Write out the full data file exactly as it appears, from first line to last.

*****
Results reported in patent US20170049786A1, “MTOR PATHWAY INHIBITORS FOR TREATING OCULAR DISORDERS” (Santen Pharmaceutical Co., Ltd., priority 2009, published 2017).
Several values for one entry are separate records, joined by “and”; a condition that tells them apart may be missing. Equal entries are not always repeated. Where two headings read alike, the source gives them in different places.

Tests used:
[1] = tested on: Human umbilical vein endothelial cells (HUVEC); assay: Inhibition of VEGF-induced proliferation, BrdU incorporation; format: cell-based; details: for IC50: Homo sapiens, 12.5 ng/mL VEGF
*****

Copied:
Results reported in patent US20170049786A1, “MTOR PATHWAY INHIBITORS FOR TREATING OCULAR DISORDERS” (Santen Pharmaceutical Co., Ltd., priority 2009, published 2017).
Several values for one entry are separate records, joined by “and”; a condition that tells them apart may be missing. Equal entries are not always repeated. Where two headings read alike, the source gives them in different places.

Tests used:
[1] = tested on: Human umbilical vein endothelial cells (HUVEC); assay: Inhibition of VEGF-induced proliferation, BrdU incorporation; format: cell-based; details: for IC50: Homo sapiens, 12.5 ng/mL VEGF